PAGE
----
Over Time: Spreading The Word
Most blogs can’t just sit and wait to be discovered. (Something rarely mentioned in inbound-marketing strategies.) They have to go out and promote themselves, particularly now that Google’s algorithm favors “quality” sites with demonstrated reader support. If you don’t have active readers, don’t expect much help from Google.
Worn & Wound posted their first few articles in watch enthusiast forums, and found that people were “starving” for reviews of mid-level brands. W&W has fed them well, with several articles per week, ranging from reviews to interviews, horological history to Instagram highlights.
Co-founder Ilya Ryvin is also a documentary filmmaker, so videos became a natural complement to the articles. At 15-20 minutes, they tend to run longer than the average 2-minute “viral” video, but that’s what their fans want, and each video scores thousands of views on YouTube, with some breaking the 6-figure mark.
While W&W sells ads to watch companies and accessory makers, according to Helms, they take honesty seriously: they simply won’t review anything they don’t like, and they clearly label sponsored posts. The W&W team also prefers to take their own photos, because their readers usually want to see more of a watch than seen in official marketing pics.
To further spread the word, W&W has the obligatory accounts on Facebook, Instagram, and Twitter, with Instagram generating the most results. (Watches are naturally visual, and according to Helms, W&W’s fans even want to see what watches the W&W partners are wearing on a particular day.) In addition, a summary of the articles with links and photos is emailed weekly as the W&W newsletter, ensuring that fans never miss out.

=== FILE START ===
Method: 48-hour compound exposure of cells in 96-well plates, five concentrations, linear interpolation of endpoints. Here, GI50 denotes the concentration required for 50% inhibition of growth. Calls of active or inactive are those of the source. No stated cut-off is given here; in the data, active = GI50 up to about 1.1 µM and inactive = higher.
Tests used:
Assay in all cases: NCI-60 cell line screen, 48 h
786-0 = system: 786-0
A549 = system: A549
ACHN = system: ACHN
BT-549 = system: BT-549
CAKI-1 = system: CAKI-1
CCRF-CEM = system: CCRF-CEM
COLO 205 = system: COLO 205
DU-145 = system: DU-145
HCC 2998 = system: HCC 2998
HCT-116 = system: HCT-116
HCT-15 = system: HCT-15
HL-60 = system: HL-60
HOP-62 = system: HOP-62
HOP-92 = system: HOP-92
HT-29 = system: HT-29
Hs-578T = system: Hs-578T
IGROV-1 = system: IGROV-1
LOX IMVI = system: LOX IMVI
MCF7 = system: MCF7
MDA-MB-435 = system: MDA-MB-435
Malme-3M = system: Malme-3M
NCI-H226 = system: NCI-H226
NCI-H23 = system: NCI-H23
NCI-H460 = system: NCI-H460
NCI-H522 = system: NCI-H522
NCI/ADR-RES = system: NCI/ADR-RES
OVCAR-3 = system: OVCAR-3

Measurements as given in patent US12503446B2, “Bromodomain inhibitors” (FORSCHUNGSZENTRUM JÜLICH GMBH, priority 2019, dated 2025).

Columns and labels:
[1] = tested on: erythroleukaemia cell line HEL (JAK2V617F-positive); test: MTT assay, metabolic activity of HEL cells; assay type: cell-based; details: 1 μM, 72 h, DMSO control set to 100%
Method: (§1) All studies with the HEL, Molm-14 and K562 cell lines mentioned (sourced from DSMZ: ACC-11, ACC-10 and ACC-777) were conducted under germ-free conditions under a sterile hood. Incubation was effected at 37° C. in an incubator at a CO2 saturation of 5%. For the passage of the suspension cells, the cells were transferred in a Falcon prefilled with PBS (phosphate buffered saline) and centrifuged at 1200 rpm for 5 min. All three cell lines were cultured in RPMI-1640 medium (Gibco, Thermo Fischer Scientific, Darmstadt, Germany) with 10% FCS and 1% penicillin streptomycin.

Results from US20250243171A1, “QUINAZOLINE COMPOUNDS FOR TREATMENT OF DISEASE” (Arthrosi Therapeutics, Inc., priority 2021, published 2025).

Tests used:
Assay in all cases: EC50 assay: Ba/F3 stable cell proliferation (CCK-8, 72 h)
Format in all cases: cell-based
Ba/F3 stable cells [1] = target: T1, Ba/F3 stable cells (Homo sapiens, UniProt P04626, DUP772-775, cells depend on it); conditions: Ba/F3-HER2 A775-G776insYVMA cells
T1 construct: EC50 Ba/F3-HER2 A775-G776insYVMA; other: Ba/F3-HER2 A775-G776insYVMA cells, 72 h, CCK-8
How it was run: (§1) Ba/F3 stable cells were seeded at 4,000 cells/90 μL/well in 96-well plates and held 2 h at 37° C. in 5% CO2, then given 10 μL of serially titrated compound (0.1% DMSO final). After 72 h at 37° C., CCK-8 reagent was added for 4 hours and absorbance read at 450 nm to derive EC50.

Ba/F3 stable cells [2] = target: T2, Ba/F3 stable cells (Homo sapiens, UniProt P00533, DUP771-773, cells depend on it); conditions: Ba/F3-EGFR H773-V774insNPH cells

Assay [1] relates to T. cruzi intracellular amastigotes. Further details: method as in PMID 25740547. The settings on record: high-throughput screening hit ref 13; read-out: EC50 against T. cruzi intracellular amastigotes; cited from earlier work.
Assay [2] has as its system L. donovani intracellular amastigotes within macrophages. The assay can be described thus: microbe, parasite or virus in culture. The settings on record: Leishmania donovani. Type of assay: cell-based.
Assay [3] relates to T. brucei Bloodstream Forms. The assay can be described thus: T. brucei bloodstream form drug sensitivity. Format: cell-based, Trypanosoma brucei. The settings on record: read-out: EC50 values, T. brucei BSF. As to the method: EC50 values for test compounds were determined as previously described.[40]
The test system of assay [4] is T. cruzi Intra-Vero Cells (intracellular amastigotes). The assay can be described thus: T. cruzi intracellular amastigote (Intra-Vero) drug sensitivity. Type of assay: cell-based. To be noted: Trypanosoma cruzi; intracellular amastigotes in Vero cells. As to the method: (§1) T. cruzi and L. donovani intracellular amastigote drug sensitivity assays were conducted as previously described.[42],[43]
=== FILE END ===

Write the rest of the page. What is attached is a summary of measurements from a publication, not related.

Finally, beyond their online presence, W&W has the marketing savvy to take their brand offline as well. They now host Wind-Up New York City, a 3-day watch fair featured in Esquire magazine (with an SEO-boosting back link) that attracts around 3000 people annually. W&W also appears at pop-up events to promote their brand to consumers beyond the watch world.
Fast-Forward: New Developments
Most watch collectors are male — likely because men love mechanical items more so than women do. That’s reflected in W&W’s base, which is 89% male. But according to Helms, their number of female readers is growing, as many new watch styles (such as those by Brew) appeal to all genders.
Also promising for the brand is that younger consumers are finally discovering the joy of mechanical timepieces. (They’re not all sporting Apple Watches.) Helms notes that 75% of their readers are younger than 45, and are increasingly searching for unique styles.
To capitalize on this readership that’s growing in both size and passion, W&W launched their own watches in collaboration with aeronautics-themed watch brand AVI-8. They’ve done two collaborations to date with “great results.”
W&W also just ventured beyond the watch world, leveraging their expertise in fine leather work to create a line of men’s belts. Will such brand extensions succeed on a watch-themed site?
Only time will tell. ;)